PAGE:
Sudan's Bashir: no Abyei vote without Misseriya
DOHA - Sudan's President Omar al-Bashir has insisted the problem of Abyei cannot be solved without the Misseriya nomads participating in a referendum on the status of the disputed border region.
"We are saying, loud and clear, that there will be no referendum on Abyei without the Misseriya," Bashir said in Doha late on Wednesday.
"The Abyei protocol states clearly that the inhabitants of the region, the Ngok Dinka and the other citizens, have the right to participate in the referendum.
"We refuse this division between first and second class citizens, between settled and nomadic. They are all Sudanese and they have the same rights," the Sudanese leader added.
The flashpoint area, where clashes killed at least 70 people earlier this month, was due to hold a referendum in January on whether to join north or south Sudan, to coincide with the plebiscite on southern independence.
Southerners opted overwhelmingly for succession, but the Abyei vote was postponed indefinitely, with the ruling parties in Khartoum and Juba at loggerheads over whether the Misseriya should be eligible to participate.
The cattle-herding tribe were a key proxy militia of Khartoum’s army during the 1983-2005 civil war against southern rebels.
Despite repeated southern assurances that centuries-old grazing rights will be respected should Abyei vote to join the south, many Misseriya remain fearful their route will be blocked by a new international frontier.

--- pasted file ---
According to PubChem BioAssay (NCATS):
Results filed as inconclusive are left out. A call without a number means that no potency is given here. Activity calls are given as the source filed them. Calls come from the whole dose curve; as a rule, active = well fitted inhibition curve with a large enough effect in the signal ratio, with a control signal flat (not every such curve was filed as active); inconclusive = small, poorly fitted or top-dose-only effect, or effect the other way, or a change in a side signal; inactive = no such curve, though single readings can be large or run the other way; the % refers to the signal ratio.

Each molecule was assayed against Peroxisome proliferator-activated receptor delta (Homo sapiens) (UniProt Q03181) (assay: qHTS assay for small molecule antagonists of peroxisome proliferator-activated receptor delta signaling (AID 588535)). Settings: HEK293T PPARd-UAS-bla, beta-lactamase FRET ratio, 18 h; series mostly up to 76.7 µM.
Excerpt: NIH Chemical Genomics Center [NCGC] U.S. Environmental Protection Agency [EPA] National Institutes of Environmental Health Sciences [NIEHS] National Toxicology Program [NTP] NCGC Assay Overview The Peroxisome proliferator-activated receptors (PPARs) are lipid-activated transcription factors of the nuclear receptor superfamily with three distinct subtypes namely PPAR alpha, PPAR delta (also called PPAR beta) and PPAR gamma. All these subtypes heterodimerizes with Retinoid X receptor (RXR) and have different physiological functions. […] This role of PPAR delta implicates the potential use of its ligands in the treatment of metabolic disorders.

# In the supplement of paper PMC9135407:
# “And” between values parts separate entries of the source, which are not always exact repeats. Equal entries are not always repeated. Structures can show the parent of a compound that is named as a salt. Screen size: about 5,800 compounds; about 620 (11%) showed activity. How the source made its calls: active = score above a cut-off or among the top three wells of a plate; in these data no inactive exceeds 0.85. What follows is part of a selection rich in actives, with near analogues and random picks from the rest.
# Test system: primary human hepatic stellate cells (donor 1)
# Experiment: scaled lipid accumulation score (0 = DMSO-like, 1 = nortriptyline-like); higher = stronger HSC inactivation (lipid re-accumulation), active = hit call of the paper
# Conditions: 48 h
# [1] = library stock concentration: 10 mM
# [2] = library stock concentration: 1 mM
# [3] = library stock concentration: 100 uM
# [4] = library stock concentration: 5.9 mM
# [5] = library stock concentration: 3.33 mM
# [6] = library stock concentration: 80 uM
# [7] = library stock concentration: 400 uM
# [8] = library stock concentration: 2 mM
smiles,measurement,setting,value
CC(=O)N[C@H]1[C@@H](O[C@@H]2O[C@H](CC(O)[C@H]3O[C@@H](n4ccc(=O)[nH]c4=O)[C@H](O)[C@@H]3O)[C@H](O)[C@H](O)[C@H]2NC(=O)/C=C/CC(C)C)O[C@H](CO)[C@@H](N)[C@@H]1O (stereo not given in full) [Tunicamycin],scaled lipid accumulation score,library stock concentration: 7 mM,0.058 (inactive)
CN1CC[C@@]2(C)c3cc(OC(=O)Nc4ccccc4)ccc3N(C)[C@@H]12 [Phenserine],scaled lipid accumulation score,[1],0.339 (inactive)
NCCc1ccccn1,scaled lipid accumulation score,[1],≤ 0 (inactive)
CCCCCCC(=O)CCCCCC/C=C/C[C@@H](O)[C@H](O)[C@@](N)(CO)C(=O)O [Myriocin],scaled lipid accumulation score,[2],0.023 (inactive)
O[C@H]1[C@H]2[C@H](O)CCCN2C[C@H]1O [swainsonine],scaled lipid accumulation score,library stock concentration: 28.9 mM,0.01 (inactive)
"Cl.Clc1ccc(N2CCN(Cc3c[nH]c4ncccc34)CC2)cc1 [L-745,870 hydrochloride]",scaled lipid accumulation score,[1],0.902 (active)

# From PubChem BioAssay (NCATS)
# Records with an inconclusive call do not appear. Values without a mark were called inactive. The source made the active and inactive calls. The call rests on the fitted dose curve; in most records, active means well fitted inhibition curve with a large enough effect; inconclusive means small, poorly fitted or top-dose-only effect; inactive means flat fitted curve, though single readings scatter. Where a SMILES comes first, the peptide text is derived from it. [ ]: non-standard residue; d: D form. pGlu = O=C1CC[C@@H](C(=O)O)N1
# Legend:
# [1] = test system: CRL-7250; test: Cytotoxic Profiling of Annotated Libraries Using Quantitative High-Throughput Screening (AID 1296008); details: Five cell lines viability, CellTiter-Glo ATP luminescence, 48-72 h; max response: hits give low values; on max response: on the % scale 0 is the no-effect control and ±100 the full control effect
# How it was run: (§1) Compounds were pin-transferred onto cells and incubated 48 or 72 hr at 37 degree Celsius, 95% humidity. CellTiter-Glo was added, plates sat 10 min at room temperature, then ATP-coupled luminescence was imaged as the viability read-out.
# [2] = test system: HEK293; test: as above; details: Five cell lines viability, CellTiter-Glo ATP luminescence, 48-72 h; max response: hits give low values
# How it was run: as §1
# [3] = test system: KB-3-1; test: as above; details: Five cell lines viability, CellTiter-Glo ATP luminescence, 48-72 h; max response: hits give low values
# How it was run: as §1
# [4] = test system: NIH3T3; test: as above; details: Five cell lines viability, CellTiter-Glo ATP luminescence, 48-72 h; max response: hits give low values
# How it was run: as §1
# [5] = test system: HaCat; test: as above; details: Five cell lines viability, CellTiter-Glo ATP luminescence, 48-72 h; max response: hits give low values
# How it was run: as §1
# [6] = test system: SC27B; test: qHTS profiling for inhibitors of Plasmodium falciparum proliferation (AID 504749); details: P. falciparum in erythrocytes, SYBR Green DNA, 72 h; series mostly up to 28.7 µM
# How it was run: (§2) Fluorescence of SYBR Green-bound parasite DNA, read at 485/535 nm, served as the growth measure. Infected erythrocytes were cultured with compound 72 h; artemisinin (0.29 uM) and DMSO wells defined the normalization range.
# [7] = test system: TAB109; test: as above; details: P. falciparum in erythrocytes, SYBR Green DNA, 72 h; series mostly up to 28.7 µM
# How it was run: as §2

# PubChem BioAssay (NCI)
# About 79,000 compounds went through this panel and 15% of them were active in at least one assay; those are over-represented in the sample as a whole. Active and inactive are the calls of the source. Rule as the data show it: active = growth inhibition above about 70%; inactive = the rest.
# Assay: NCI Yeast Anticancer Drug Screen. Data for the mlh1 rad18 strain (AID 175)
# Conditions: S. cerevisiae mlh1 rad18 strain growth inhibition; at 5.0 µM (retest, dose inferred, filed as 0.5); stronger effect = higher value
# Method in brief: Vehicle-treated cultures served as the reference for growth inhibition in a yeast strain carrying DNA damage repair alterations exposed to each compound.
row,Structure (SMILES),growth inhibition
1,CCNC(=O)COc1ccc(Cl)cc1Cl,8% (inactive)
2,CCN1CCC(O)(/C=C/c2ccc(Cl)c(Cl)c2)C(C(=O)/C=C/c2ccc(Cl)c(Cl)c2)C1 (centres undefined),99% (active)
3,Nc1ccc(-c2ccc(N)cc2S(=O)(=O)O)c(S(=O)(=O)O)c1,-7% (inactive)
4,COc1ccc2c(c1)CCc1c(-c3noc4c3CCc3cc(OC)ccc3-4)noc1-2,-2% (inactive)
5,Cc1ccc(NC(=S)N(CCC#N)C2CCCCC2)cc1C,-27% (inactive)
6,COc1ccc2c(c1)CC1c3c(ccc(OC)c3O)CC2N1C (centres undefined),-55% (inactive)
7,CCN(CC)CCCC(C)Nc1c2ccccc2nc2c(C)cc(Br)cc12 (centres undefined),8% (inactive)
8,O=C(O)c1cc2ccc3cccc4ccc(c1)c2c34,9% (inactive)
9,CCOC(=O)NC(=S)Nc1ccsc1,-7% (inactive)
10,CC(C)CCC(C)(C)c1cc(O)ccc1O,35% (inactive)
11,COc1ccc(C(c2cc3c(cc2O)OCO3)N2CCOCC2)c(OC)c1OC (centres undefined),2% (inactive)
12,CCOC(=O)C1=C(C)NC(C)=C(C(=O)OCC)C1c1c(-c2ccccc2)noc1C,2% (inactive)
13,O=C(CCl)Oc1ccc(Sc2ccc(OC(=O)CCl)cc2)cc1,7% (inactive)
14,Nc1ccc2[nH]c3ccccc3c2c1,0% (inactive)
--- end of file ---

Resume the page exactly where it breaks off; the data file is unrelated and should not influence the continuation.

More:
Abyei's future is the most sensitive of a raft of issues the governments of north and south have been trying to resolve ahead of southern independence in July, which include borders, citizenship, security and debt.
The Sudanese president flew to Doha for talks with the emir, Sheikh Hamad bin Khalifa al-Thani, on the foundering Darfur peace process, which is being mediated in the Qatari capital.
Bashir again accused Darfur rebel groups of fighting alongside the forces of Libyan leader Moamer Gathafi.
"They have given weapons to our brothers in Libya, who are part of the Darfur rebel groups, they are (fighting) side by side," he said on Wednesday.
The Justice and Equality Movement, the most heavily-armed rebel group, and one of just two taking part in peace process, said on Tuesday that Khartoum's planned referendum on how the Darfur region should be governed would torpedo the Doha talks.